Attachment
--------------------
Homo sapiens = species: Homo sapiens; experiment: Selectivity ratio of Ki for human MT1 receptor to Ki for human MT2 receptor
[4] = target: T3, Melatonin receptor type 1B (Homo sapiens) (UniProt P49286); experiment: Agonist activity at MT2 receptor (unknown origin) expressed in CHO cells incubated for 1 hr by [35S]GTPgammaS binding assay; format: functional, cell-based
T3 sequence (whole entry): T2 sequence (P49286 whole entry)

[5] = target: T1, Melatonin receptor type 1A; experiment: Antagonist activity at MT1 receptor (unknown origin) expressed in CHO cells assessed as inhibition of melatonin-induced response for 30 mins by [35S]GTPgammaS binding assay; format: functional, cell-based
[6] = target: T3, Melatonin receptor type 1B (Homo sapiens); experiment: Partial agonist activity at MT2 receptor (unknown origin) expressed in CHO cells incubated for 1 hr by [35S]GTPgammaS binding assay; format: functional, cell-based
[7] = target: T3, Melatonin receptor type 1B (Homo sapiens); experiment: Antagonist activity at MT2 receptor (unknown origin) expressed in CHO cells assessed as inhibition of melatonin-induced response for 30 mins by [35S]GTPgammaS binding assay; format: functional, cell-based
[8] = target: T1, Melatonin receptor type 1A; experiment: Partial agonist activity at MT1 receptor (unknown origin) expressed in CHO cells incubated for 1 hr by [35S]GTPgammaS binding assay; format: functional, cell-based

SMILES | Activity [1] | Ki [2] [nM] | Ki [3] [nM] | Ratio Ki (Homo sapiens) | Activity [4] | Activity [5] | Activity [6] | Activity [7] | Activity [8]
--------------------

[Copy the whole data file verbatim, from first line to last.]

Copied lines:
Homo sapiens = species: Homo sapiens; experiment: Selectivity ratio of Ki for human MT1 receptor to Ki for human MT2 receptor
[4] = target: T3, Melatonin receptor type 1B (Homo sapiens) (UniProt P49286); experiment: Agonist activity at MT2 receptor (unknown origin) expressed in CHO cells incubated for 1 hr by [35S]GTPgammaS binding assay; format: functional, cell-based
T3 sequence (whole entry): T2 sequence (P49286 whole entry)

[5] = target: T1, Melatonin receptor type 1A; experiment: Antagonist activity at MT1 receptor (unknown origin) expressed in CHO cells assessed as inhibition of melatonin-induced response for 30 mins by [35S]GTPgammaS binding assay; format: functional, cell-based
[6] = target: T3, Melatonin receptor type 1B (Homo sapiens); experiment: Partial agonist activity at MT2 receptor (unknown origin) expressed in CHO cells incubated for 1 hr by [35S]GTPgammaS binding assay; format: functional, cell-based
[7] = target: T3, Melatonin receptor type 1B (Homo sapiens); experiment: Antagonist activity at MT2 receptor (unknown origin) expressed in CHO cells assessed as inhibition of melatonin-induced response for 30 mins by [35S]GTPgammaS binding assay; format: functional, cell-based
[8] = target: T1, Melatonin receptor type 1A; experiment: Partial agonist activity at MT1 receptor (unknown origin) expressed in CHO cells incubated for 1 hr by [35S]GTPgammaS binding assay; format: functional, cell-based

SMILES | Activity [1] | Ki [2] [nM] | Ki [3] [nM] | Ratio Ki (Homo sapiens) | Activity [4] | Activity [5] | Activity [6] | Activity [7] | Activity [8]